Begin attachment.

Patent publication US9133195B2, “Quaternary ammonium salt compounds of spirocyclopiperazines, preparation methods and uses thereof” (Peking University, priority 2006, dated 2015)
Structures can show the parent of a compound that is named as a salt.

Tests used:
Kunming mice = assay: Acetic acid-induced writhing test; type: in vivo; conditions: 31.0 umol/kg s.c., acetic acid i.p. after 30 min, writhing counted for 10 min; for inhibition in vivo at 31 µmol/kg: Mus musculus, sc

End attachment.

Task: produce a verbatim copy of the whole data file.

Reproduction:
Patent publication US9133195B2, “Quaternary ammonium salt compounds of spirocyclopiperazines, preparation methods and uses thereof” (Peking University, priority 2006, dated 2015)
Structures can show the parent of a compound that is named as a salt.

Tests used:
Kunming mice = assay: Acetic acid-induced writhing test; type: in vivo; conditions: 31.0 umol/kg s.c., acetic acid i.p. after 30 min, writhing counted for 10 min; for inhibition in vivo at 31 µmol/kg: Mus musculus, sc